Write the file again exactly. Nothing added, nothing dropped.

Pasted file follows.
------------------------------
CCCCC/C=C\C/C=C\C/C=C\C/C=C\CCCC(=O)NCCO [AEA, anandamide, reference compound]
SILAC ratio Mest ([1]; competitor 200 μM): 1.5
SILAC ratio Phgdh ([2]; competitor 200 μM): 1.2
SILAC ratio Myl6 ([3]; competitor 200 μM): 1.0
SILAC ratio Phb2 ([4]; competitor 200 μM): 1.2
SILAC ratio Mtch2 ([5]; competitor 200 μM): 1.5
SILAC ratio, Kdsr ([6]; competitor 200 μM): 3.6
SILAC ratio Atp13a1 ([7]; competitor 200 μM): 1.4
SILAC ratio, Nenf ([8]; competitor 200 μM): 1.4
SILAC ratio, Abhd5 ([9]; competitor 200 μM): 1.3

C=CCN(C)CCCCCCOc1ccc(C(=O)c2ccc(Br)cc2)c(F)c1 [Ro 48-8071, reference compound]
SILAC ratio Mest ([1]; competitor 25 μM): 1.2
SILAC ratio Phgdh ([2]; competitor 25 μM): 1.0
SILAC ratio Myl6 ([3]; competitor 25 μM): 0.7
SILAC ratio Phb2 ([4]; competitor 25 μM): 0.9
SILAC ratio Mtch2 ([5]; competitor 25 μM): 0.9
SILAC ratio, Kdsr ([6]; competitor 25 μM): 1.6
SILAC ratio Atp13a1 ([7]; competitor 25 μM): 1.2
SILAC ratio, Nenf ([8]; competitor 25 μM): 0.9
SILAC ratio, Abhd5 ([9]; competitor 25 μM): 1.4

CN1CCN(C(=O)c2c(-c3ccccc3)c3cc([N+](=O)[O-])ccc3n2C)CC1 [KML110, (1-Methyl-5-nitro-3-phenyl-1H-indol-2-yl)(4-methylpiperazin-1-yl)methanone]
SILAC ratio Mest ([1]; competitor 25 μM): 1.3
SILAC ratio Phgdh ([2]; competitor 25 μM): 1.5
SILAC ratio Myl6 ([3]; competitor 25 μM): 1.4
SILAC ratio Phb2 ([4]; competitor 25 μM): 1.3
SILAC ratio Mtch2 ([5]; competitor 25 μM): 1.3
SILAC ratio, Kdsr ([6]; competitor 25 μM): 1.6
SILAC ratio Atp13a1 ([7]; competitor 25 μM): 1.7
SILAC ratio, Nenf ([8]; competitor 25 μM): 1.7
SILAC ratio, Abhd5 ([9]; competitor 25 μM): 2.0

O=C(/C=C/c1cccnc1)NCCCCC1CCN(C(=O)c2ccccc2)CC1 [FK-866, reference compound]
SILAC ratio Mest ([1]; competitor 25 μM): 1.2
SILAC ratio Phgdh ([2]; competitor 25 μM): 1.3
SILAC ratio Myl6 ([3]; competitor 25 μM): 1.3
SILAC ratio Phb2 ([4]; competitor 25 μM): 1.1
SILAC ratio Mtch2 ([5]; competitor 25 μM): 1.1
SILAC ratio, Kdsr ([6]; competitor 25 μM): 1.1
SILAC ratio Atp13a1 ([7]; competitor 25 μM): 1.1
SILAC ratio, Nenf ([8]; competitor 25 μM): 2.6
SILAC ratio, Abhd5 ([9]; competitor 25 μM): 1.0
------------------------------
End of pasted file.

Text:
CCCCC/C=C\C/C=C\C/C=C\C/C=C\CCCC(=O)NCCO [AEA, anandamide, reference compound]
SILAC ratio Mest ([1]; competitor 200 μM): 1.5
SILAC ratio Phgdh ([2]; competitor 200 μM): 1.2
SILAC ratio Myl6 ([3]; competitor 200 μM): 1.0
SILAC ratio Phb2 ([4]; competitor 200 μM): 1.2
SILAC ratio Mtch2 ([5]; competitor 200 μM): 1.5
SILAC ratio, Kdsr ([6]; competitor 200 μM): 3.6
SILAC ratio Atp13a1 ([7]; competitor 200 μM): 1.4
SILAC ratio, Nenf ([8]; competitor 200 μM): 1.4
SILAC ratio, Abhd5 ([9]; competitor 200 μM): 1.3

C=CCN(C)CCCCCCOc1ccc(C(=O)c2ccc(Br)cc2)c(F)c1 [Ro 48-8071, reference compound]
SILAC ratio Mest ([1]; competitor 25 μM): 1.2
SILAC ratio Phgdh ([2]; competitor 25 μM): 1.0
SILAC ratio Myl6 ([3]; competitor 25 μM): 0.7
SILAC ratio Phb2 ([4]; competitor 25 μM): 0.9
SILAC ratio Mtch2 ([5]; competitor 25 μM): 0.9
SILAC ratio, Kdsr ([6]; competitor 25 μM): 1.6
SILAC ratio Atp13a1 ([7]; competitor 25 μM): 1.2
SILAC ratio, Nenf ([8]; competitor 25 μM): 0.9
SILAC ratio, Abhd5 ([9]; competitor 25 μM): 1.4

CN1CCN(C(=O)c2c(-c3ccccc3)c3cc([N+](=O)[O-])ccc3n2C)CC1 [KML110, (1-Methyl-5-nitro-3-phenyl-1H-indol-2-yl)(4-methylpiperazin-1-yl)methanone]
SILAC ratio Mest ([1]; competitor 25 μM): 1.3
SILAC ratio Phgdh ([2]; competitor 25 μM): 1.5
SILAC ratio Myl6 ([3]; competitor 25 μM): 1.4
SILAC ratio Phb2 ([4]; competitor 25 μM): 1.3
SILAC ratio Mtch2 ([5]; competitor 25 μM): 1.3
SILAC ratio, Kdsr ([6]; competitor 25 μM): 1.6
SILAC ratio Atp13a1 ([7]; competitor 25 μM): 1.7
SILAC ratio, Nenf ([8]; competitor 25 μM): 1.7
SILAC ratio, Abhd5 ([9]; competitor 25 μM): 2.0

O=C(/C=C/c1cccnc1)NCCCCC1CCN(C(=O)c2ccccc2)CC1 [FK-866, reference compound]
SILAC ratio Mest ([1]; competitor 25 μM): 1.2
SILAC ratio Phgdh ([2]; competitor 25 μM): 1.3
SILAC ratio Myl6 ([3]; competitor 25 μM): 1.3
SILAC ratio Phb2 ([4]; competitor 25 μM): 1.1
SILAC ratio Mtch2 ([5]; competitor 25 μM): 1.1
SILAC ratio, Kdsr ([6]; competitor 25 μM): 1.1
SILAC ratio Atp13a1 ([7]; competitor 25 μM): 1.1
SILAC ratio, Nenf ([8]; competitor 25 μM): 2.6
SILAC ratio, Abhd5 ([9]; competitor 25 μM): 1.0